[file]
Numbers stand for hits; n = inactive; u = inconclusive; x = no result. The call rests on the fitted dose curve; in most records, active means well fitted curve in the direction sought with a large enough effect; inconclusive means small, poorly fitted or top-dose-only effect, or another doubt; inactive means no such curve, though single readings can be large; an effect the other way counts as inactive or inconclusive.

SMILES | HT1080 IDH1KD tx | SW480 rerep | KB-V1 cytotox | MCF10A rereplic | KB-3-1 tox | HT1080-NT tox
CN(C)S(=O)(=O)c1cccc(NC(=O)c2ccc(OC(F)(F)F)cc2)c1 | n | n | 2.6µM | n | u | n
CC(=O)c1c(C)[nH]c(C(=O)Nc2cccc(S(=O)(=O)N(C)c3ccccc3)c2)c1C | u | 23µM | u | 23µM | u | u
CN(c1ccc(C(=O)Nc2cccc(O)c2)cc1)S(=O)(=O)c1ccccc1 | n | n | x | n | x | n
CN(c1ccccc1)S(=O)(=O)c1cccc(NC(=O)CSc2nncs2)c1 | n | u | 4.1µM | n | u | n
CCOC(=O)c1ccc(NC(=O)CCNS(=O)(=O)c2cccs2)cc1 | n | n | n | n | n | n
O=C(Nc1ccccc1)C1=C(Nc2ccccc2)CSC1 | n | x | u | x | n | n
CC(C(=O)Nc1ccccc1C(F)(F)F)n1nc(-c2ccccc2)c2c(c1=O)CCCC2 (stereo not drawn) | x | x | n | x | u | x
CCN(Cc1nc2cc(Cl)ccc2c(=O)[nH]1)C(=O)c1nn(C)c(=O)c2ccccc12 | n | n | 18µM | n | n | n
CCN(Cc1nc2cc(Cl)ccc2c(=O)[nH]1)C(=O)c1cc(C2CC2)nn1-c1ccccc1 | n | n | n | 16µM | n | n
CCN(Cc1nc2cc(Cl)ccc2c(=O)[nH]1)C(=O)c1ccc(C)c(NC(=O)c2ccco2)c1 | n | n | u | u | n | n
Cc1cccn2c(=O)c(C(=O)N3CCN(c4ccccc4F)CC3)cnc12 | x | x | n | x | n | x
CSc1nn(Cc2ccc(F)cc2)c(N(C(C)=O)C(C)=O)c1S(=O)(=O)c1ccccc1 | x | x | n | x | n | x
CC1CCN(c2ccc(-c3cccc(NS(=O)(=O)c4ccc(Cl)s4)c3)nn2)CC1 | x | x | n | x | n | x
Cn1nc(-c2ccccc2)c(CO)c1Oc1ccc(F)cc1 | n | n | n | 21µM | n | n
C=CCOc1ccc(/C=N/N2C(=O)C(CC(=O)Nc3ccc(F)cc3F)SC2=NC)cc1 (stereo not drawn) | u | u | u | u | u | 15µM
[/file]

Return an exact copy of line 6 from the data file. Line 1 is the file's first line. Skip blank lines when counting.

CN(c1ccccc1)S(=O)(=O)c1cccc(NC(=O)CSc2nncs2)c1 | n | u | 4.1µM | n | u | n